Encounter at the Shot Tower

It was noisy. People were rushing to and fro.

The trains were arriving at the underground station and were disgorging people who were searching for relief from the oppressive heat of the train carriages. They could surely find air-conditioned comfort in the shopping paradise that is Melbourne Central.

In the main hall, topped by a glass dome, is an old brick building adorned with a tower; it was Coop’s Shot Tower.

Mick was in Melbourne for the first time and was surprised that there wasn’t any clock in the tower.  He was not aware of the historical purpose of the tower and looked up the tower again and again as if by a miracle a clock would have appeared. He felt it would have added some old fashioned atmosphere to the place.

Instead, some enterprising soul had the idea to install an oversized pocket watch on the wall opposite the tower.


Every hour a section was lowered out of the clock with cockatoos on it dancing to the tune of Waltzing Matilda, played by a boy figurine.

Melbournians took no notice but children and tourists were delighted when the clock struck the full hour. Mick took a seat in one of the cafés.  He expected to meet a woman he had befriended on a chat site on the internet.  After a few weeks chatting they decided it was time to meet. They agreed that the giant pocket watch at Melbourne Central, of which they had heard about, would be a suitable, neutral place to meet.

At 12 o’clock the birds were dancing and the sound of the song about the jolly jumbuck and the thief had filled the hall. Some Japanese girls were giggling and taking pictures of the great event. But there had been no sign of Pam, the lady from the net. Mick checked the time unconsciously on his watch and ordered a second cup of coffee. After a while, there was a sudden voice coming from behind him.

‘You must be Mick?’ Surprised, Mick jumped up, turned and offered Pam his hand.

‘Pleased to meet you,’ he said truthfully as he was pleasantly surprised that Pam looked more attractive in the flesh than on the pictures of the single site.

‘Sorry, I’m late,’ Pam said with a shrug, ‘I forgot that the trains  are not running in reverse through the City Loop yet.’

‘What a lame excuse,’ Mick thought as he was unaware of one of Melbourne’s biggest sacrosanct anomalies. But, he did not dare say so aloud. It would poison the new relationship.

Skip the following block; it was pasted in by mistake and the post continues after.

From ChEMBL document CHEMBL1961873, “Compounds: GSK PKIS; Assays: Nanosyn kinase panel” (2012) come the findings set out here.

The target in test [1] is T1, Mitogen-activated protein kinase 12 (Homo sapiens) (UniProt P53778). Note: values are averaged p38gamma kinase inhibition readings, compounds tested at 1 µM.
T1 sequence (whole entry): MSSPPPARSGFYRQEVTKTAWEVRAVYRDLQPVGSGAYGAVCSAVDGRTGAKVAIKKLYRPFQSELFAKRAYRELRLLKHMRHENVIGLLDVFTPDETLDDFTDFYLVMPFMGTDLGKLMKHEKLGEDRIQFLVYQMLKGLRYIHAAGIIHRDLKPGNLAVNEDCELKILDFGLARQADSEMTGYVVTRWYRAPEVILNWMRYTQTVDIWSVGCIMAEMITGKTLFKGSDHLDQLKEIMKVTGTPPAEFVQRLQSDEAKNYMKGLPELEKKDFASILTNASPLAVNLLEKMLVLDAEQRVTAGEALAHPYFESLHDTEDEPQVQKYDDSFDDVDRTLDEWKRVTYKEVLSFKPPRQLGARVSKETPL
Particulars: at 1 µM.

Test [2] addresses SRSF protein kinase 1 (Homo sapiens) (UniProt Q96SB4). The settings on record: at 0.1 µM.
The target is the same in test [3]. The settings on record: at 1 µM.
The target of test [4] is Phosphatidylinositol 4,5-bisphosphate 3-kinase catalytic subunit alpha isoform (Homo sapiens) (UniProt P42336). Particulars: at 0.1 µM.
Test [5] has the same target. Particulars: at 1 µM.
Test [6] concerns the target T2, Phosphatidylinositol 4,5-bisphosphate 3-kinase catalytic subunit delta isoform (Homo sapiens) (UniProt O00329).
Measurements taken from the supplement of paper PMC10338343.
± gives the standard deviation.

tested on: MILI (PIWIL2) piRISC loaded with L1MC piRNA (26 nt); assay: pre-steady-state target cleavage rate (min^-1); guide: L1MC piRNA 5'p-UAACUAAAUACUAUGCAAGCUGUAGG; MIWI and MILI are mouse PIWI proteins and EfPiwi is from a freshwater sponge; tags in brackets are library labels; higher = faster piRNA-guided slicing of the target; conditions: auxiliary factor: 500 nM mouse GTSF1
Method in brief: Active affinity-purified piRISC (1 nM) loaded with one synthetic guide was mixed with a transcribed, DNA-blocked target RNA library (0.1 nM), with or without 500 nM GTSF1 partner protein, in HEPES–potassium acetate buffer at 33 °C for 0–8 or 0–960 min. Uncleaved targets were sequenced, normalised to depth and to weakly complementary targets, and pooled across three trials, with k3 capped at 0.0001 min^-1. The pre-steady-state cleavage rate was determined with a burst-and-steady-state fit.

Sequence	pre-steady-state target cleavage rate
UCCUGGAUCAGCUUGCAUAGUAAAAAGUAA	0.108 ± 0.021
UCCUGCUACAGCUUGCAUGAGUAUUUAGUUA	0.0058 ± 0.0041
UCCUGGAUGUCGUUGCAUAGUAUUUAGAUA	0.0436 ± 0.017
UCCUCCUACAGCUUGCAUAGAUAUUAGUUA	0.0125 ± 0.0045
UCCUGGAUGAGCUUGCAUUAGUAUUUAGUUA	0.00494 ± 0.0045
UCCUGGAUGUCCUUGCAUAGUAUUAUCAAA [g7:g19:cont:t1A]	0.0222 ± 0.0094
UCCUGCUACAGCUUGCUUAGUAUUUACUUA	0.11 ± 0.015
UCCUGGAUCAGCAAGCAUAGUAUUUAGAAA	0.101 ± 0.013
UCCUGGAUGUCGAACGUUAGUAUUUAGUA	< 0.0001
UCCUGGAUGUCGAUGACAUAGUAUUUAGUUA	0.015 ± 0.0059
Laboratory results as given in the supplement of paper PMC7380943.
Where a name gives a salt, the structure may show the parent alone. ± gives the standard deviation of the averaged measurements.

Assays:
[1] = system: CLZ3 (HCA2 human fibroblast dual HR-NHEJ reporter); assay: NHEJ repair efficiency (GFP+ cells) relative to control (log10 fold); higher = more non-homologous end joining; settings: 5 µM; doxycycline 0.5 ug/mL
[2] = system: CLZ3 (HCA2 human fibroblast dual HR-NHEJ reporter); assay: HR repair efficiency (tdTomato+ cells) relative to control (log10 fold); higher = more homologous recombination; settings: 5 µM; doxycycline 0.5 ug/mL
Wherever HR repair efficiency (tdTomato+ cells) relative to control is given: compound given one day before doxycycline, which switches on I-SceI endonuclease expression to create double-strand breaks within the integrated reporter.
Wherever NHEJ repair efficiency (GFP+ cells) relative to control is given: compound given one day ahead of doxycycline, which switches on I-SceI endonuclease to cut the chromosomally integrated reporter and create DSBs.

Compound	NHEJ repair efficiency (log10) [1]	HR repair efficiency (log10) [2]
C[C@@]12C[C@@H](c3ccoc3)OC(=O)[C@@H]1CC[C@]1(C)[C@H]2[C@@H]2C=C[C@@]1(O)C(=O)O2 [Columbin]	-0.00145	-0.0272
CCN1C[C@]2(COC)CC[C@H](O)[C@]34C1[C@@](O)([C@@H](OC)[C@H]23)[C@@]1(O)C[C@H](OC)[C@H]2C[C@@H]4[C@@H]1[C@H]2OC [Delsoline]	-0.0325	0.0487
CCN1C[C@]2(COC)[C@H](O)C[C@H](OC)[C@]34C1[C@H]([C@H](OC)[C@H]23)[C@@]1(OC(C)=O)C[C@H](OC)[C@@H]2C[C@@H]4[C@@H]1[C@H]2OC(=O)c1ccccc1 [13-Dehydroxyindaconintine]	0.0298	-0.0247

‘It is a lively place,’  Pam said, looking around. ‘Being not so familiar with Melbourne, I haven’t been here before. And look at this big pocket watch above us?’

‘It plays Waltzing Matilda on the hour. Sorry, you missed that.’

‘I don’t believe you,’ she thought incredulous, but she did not say anything either as she wanted to go on with what they had started. They ordered coffee. It was Micks’s third cup this morning and he felt his heart racing already.

Pam started to rummage in her bag and finally pulled out a book and showed it to him.

‘This Rumi guy, we were chatting about him, is very interesting. I think we are all on the path to the truth. In fact, in the end, the truth is awaiting us.’

‘Indeed! Isn’t that the truth?’ Mick said with a faint smile.

They decided to have lunch together and Mike was happy that he had finally met Pam.






Oleg’s Story

Oleg was watching the news. What he saw on his TV screen disturbed him greatly. Sometimes he was shaking and sometimes a tear or two rolled down his cheeks. He was near the end of his life and the present should not aggravate him that much. But he did care about his former homeland, the Ukraine.


What was unfolding there brought back bad memories and opened up old wounds, he thought had healed after the breakup of the Soviet Union. For the first time in a long time, his homeland had become an independent country.


And now this, he thought. First the Crimea and now the East of the Ukraine. Where will it all end, brother will fight brother. He was almost ninety-five. But the memories of the bad old days were still fresh. He grew up with his parents in the Western Ukraine but shortly after he was born his homeland was hit by the man-made famine, caused by the Bolshevik government confiscating all agricultural produce. They only survived, because of his father’s ability  to outsmart the food inspectors. But the hatred of all Russian was inculcated in him from then on.